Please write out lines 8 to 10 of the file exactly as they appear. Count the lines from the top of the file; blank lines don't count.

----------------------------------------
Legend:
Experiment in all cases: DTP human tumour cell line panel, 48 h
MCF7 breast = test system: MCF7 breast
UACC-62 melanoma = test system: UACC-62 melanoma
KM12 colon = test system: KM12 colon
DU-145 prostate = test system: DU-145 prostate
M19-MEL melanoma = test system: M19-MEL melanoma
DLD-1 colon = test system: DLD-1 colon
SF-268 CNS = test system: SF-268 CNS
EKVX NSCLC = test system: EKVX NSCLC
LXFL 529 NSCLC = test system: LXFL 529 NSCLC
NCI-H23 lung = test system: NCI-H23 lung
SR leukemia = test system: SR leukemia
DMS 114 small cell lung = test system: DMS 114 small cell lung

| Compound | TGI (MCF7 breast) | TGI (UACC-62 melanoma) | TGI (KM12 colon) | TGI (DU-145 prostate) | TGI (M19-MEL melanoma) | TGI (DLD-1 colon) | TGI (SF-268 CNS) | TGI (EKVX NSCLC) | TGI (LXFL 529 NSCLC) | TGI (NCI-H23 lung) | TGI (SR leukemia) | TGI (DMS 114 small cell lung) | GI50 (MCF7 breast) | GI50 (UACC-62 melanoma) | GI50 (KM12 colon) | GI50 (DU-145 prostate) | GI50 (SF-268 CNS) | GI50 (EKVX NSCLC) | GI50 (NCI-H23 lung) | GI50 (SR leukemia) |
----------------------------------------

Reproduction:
DLD-1 colon = test system: DLD-1 colon
SF-268 CNS = test system: SF-268 CNS
EKVX NSCLC = test system: EKVX NSCLC